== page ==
Dose Response and Serotonin Assays.
Mice underwent LMS assays as described above using concentrations of 15 mg/kg for wild-type mice, and 15, 20, or 25 mg/kg for p21−/− mice (n = 6 per group) to determine the locomotor response to an initial dose of cocaine at various concentrations. These animals also underwent the remainder of the LMS/CPP assay as described.
To determine the potential involvement of serotonin on the enhanced cocaine-induced CPP in p21−/− mice, on the four conditioning days (days 3–6), a subset of cocaine-paired mice (n = 6) were pretreated with 50 μg/kg (i.p.) of the serotonin receptor antagonist methiothepin maleate in the home cage 30 minutes prior to cocaine exposure (Hnasko et al., 2007). The mice were exposed to saline in the home cage 30 minutes prior to saline conditioning sessions.
Self-Administration Behavior Assays.
The experimental design for the cocaine self-administration assay using male Sprague-Dawley rats was described in Kelamangalath and Wagner (2010). Briefly, animals were allowed to self-administer cocaine in an operant environment (Med Associates Inc.) containing both active and inactive levers. Upon an active lever press, an infusion of cocaine was delivered at a volume of 0.125 ml/kg body weight (0.5 mg/kg per infusion) and a 30-second light/tone (conditioning stimulus) was presented. Inactive lever pressing had no programmed consequences. MED-PC software was used to record the number of active and inactive lever presses and the number of infusions. The self-administration protocol can be divided into three stages: stage 1, short access (90 minutes) under a fixed ratio (FR) schedule 1 (FR-1; 10 days); stage 2, short access/FR-3 (5 days); and stage 3, long access (6 hours)/FR-3 (7 days). The maximum number of infusions per session was 200, at which point that session was terminated and the animal was placed back in its home cage. Saline self-administration was carried out in the same manner as cocaine self-administration, but the animals received saline instead of cocaine infusions. Otherwise, these saline rats were treated in the same manner as cocaine self-administration rats in all respects to provide a rigorous control group.
The sucrose self-administration assays were performed as described previously (Kelamangalath et al., 2009). A separate cohort of rats was allowed to self-administer sucrose pellets under the same conditions described previously for cocaine, in which active lever presses delivered a 45-mg sucrose pellet.
To identify persistent changes beyond acute drug effects, tissue was extracted 7 days after the final exposure to cocaine. Animals were anesthetized with halothane prior to decapitation in compliance with protocols approved by the University of Georgia Animal Care and Use guidelines. The brain was removed from the cranium and regions of interest were extracted and flash frozen in liquid nitrogen. For immunohistochemistry and immunofluorescence studies (n ≥ 3 mice per group), the left hemisphere was placed midline down on a coverslip, coated in O.C.T. Embedding Compound (VWR, Radnor, PA), placed in −90°C isobutanol for 30 seconds, and kept at 80°C until cryosectioning.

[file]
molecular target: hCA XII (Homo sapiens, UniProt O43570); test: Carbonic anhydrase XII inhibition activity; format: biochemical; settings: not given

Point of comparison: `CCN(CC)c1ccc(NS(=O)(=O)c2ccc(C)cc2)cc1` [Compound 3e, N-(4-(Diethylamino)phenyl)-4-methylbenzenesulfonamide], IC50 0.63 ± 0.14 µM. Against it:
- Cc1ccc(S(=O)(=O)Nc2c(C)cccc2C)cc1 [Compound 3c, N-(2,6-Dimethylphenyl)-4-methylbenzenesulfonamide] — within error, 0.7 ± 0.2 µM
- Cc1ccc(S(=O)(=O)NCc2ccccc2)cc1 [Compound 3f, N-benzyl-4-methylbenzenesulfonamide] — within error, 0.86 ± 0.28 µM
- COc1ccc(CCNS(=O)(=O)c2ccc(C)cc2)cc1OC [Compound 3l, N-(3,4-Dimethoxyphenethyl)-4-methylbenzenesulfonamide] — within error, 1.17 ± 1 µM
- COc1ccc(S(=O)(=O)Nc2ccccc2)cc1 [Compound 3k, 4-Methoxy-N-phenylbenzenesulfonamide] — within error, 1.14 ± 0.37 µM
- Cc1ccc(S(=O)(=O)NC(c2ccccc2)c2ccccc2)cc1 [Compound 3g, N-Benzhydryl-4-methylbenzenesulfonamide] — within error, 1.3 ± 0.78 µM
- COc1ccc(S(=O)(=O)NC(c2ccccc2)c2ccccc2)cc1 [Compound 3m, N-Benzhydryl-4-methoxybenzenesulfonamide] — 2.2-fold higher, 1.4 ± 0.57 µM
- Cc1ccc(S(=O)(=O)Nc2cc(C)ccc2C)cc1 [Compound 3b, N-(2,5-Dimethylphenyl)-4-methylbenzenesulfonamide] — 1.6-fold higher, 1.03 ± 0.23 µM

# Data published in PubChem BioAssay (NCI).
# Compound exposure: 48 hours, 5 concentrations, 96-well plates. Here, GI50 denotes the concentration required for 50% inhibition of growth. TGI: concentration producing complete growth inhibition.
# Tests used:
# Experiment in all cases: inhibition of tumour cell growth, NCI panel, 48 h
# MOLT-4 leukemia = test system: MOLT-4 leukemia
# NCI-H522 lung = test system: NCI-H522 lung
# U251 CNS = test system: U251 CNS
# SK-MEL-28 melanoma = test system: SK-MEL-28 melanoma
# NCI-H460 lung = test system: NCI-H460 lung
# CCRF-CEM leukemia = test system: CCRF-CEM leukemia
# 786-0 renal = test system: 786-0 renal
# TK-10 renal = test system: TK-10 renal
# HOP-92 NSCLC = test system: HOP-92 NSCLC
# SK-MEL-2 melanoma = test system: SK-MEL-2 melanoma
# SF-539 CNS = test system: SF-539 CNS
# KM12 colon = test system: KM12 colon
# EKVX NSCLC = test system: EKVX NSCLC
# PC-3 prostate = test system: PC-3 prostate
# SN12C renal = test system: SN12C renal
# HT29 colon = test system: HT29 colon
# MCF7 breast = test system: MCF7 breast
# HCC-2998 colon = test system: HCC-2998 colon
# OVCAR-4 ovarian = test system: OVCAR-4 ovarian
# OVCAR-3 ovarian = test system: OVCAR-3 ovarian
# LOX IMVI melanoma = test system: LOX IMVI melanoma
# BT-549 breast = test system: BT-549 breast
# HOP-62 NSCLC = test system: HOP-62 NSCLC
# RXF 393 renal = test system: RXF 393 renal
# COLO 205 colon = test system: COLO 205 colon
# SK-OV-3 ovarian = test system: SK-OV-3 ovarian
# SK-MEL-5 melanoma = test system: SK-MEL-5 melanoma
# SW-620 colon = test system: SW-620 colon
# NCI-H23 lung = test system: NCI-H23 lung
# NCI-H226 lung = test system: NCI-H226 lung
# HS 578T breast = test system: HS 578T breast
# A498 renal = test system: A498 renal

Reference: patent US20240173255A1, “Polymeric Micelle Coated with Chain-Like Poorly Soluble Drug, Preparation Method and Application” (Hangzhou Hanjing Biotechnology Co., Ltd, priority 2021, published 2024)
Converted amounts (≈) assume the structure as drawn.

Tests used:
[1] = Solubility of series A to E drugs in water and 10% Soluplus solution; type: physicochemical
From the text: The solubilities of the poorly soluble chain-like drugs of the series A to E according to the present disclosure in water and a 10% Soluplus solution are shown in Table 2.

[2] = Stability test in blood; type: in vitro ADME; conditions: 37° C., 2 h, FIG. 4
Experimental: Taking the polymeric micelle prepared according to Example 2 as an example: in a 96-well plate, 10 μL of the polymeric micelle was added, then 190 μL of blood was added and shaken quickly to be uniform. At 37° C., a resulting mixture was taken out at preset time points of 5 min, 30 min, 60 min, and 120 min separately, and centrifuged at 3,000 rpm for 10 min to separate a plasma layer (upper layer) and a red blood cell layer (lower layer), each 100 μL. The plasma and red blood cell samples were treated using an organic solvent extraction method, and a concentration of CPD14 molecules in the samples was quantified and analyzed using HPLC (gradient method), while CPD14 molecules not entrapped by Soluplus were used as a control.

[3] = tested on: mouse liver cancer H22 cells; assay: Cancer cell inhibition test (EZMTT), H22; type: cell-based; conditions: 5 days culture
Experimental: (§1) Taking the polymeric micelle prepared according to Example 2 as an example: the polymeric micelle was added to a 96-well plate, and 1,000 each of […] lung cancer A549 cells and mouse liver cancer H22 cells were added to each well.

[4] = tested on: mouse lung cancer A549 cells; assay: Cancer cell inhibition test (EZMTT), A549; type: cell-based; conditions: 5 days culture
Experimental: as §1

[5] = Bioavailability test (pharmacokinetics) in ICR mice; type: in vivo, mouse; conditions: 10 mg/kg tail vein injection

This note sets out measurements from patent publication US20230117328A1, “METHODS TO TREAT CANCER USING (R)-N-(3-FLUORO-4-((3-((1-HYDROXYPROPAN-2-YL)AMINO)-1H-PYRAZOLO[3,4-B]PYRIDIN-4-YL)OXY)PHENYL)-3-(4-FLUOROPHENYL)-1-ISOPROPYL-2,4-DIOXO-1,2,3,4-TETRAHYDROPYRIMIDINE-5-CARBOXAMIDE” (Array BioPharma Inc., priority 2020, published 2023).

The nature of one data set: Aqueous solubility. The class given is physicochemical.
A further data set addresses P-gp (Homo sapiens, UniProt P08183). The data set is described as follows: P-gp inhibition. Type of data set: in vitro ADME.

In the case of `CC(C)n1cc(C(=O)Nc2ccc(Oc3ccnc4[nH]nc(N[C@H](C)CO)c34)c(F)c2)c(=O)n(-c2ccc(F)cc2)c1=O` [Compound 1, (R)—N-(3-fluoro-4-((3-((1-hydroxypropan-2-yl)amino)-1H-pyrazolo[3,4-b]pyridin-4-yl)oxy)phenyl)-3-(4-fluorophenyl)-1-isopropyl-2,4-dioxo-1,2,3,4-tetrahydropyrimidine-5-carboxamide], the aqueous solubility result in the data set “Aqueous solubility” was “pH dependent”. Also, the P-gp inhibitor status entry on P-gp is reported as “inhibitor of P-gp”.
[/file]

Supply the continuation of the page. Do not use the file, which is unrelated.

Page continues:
Quantitative Polymerase Chain Reaction.
RNA was isolated region specifically from flash-frozen tissue using TRIzol (Invitrogen, Carlsbad, CA) based on the manufacturer’s protocol. Total RNA (100 ng) was used for cDNA synthesis using the iScript cDNA Synthesis Kit (Bio-Rad, Hercules, CA). cDNA (100 ng) with a 260:280 > 1.8 was used for quantitative polymerase chain reaction (qPCR) using iTaq Universal SYBR Green Supermix (Bio-Rad) with primers specific for p21 (mouse sense: 5′-CTCTCCCAGTCTCCAAACTTAAA-3′, anti-sense: 5′-TCATCCTAGCTGGCCTTAGA-3′; rat sense: 5′-ACGTGGCCTTGTCGCTGTCTT-3′, anti-sense: 5′-TAAGGCAGAAGATGGGGAAGAG-3′) and glyceraldehyde phosphate dehydrogenase (mouse sense: 5′-TCAACAGCAACTCCCACTCTTCCA-3′, anti-sense: 5′-ACCCTGTTGCTGTAGCCGTATTCA-3′; rat sense: 5′- CACGGCAAGTTCAACGGCACAGTCA-3′, anti-sense: 5′- GTGAAGACGCCAGTAGACTCCAGG AC-3′). PCR conditions were 95°C for 30 seconds, followed by 45 cycles of 95°C for 5 seconds and 60°C for 40 seconds, then 1 minute at 95°C and 1 minute at 60°C. qPCR results were analyzed via 2−ΔΔCt to determine fold change between saline- and cocaine-treated animals normalized to glyceraldehyde phosphate dehydrogenase.